How to hook up several monitor systems to one monitor mix?

Discussion in 'Pro Audio' started by Shawn, May 11, 2004.

1. ShawnGuest

Hi,
I searched for an hour and did not find a direct answer to this
question.
We are playing a larger gig than normal.
I have an extra power amp and will probably buy two more wedge stage
monitors.
My question is how do I take the monitor mix output from the foh board
and split it into the two monitor power amps?
I've heard that y-ing at line level is not a problem. I've also heard
that there is some signal loss.
What say you all?

Thanks
Shawn

Shawn, May 11, 2004

2. Scott DorseyGuest

If the output impedance of the device going into the amps is half the
input impedance of the amps, or lower, there will be no problem. If it
is not, there will be a problem.

This means if you're working with old 600 ohm constant current stuff, you
cannot freely Y it off. If you are working with modern gear where the
input impedances are very high and the output impedances are very low, you
can run dozens of amps off of one output.
--scott

Scott Dorsey, May 11, 2004

3. Michael R. KestiGuest

If we assume that you're using voltage transfer (I.e., a low source impedance
driving a high load impedance.) and concern ourselves only with resistive
losses (I.e., ignore the low pass filter formed by the source impedance
and the cable capacitance.), I say that there will be some signal loss but
it will very likely not be a problem. How much loss occurs depends on the
source and load impedance of the gear being used and whether it is a problem
depends on how much loss your system can tolerate.

I'll demonstrate with an example. Let's say that we have an output with a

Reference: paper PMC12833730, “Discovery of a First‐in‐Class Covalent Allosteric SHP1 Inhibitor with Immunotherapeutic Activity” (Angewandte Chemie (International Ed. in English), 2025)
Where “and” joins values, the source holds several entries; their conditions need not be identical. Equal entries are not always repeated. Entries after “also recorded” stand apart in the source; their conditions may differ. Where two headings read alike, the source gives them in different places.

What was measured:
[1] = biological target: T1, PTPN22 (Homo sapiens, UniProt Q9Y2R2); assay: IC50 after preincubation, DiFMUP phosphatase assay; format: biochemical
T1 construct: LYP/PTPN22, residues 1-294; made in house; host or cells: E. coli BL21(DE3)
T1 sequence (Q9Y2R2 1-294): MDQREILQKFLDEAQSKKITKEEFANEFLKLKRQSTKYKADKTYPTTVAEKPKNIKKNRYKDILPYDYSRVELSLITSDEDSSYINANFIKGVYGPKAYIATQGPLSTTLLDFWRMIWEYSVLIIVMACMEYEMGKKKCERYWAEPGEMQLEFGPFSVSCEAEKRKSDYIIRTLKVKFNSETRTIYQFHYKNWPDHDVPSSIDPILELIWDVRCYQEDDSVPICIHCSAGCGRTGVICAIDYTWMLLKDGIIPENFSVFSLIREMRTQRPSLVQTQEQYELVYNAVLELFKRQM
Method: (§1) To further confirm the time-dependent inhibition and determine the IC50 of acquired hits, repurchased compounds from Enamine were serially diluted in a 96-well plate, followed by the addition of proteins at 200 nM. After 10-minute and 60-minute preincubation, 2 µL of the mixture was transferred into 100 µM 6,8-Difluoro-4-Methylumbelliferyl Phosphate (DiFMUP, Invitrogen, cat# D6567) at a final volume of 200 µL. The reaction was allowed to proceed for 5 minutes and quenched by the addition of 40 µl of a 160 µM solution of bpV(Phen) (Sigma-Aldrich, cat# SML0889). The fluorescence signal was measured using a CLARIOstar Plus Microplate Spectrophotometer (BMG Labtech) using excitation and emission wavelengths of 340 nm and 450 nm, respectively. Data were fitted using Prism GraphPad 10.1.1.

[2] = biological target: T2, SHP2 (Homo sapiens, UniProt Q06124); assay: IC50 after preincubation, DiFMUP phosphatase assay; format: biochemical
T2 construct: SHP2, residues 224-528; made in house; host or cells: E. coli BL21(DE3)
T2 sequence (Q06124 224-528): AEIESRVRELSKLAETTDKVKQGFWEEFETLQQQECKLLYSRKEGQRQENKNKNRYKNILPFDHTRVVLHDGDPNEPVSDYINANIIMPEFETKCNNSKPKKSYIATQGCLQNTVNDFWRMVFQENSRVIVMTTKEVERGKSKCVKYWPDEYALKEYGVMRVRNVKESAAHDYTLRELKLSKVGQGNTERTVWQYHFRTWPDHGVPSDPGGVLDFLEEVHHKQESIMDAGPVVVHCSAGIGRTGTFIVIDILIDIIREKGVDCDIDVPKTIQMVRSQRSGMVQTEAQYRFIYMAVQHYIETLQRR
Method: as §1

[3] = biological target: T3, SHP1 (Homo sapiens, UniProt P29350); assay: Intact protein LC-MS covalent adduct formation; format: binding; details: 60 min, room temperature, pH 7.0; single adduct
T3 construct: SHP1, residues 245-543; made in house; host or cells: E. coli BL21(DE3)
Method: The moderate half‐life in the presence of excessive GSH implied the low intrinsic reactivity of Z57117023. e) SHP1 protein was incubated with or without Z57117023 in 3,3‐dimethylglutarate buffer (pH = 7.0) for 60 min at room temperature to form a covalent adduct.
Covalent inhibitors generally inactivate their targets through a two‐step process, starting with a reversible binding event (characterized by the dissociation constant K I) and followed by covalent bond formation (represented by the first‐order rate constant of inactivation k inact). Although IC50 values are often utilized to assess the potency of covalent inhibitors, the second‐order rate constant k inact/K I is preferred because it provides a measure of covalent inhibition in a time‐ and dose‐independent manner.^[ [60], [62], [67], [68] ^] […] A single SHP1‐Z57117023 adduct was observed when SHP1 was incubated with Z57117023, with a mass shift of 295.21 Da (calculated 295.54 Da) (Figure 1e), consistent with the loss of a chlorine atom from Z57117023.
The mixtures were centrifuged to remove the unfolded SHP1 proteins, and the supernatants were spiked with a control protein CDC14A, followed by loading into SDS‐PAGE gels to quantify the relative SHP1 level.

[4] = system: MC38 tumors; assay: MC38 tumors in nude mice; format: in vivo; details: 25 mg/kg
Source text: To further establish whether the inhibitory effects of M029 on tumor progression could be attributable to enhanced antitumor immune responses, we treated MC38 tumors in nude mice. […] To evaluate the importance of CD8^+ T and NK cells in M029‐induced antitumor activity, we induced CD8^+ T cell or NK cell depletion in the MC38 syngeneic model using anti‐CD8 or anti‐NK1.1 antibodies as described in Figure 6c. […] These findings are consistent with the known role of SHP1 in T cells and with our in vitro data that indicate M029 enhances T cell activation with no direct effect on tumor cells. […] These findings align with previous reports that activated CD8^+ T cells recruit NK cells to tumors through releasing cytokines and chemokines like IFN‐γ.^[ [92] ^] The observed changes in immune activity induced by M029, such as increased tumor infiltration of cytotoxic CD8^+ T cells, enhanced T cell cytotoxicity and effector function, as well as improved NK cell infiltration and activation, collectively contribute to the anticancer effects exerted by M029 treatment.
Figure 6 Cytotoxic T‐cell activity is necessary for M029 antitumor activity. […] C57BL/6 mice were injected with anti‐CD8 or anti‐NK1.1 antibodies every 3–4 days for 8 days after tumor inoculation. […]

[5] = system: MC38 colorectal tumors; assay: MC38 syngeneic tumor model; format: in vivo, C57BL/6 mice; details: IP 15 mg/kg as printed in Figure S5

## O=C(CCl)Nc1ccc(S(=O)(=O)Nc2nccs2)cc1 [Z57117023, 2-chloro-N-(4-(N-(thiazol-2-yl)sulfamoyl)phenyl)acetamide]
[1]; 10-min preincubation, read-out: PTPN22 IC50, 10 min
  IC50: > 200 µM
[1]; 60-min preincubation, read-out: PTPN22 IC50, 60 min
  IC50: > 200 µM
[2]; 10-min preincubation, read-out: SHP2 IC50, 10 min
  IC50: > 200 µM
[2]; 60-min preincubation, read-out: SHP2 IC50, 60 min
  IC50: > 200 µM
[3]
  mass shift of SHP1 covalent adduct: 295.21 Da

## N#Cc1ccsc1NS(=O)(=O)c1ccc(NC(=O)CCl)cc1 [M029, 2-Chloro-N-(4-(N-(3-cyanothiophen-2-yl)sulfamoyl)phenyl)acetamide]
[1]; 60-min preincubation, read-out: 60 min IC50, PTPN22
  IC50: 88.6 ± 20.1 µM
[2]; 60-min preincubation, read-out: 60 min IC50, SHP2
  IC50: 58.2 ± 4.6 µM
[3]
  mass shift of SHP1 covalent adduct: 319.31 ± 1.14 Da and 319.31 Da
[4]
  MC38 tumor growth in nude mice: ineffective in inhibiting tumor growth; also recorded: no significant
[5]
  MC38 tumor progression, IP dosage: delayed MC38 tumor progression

source impedance of 100 ohms that generates one volt of signal into an open
circuit. If we connect that output to an input with a load impedance of
10,000 ohms, then the voltage divider rule tells us that the signal voltage

10,000
1 volt X ------------ = 0.99 volt
10,000 + 100

If we use a wye connection to connect a second 10,000 ohm load in parallel
with the first, then the load impedance becomes 5000 ohms (The total
impedance of N equal loads connected in parallel is the impedance of one
load divided by N.) and the signal voltage applied to the load is:

5,000
1 volt X ----------- = 0.98 volt
5,000 + 100

The loss is:

0.99 volt
20 X log(10)--------- = 0.09 dB
0.98 volt

So there is a loss but it's a small enough to probably be negligible.

As an exercise, Shawn, determine the load impedance that would result in
an entire dB of loss with a source impedance of 100 ohms. How many 10,000
ohm loads connected in parallel are required to achieve that load impedance?

A 1 dB loss occurs when a 100 ohm source drives an 810 ohm load.

First, determine the voltage ratio that results in 1 dB of loss:

-1 = 20 X log(10)N
N = 10**(-1/20)
N = 0.89

Then determine the impedance that results in this voltage ratio:

Z
0.89 = -------
Z + 100

Z = 810

An 810 ohm load occurs when 12.3 10,000 ohm loads are connected in
parallel.

10,000
N = ------ = 12.3
810

Michael R. Kesti, May 11, 2004
4. ShawnGuest

The main monitor amp (oxymoron?) is a qsc, 150 watts per side, not
sure of model number. The new one is an Alesis M100(?) I swiped from
my home studio in order to get a couple more, small, monitors.
Thanks again,
Shawn

Shawn, May 11, 2004
5. Laurence PayneGuest

Correct, with modern equipment.
Correct. But very little.

CubaseFAQ www.laurencepayne.co.uk/CubaseFAQ.htm
"Possibly the world's least impressive web site": George Perfect

Laurence Payne, May 13, 2004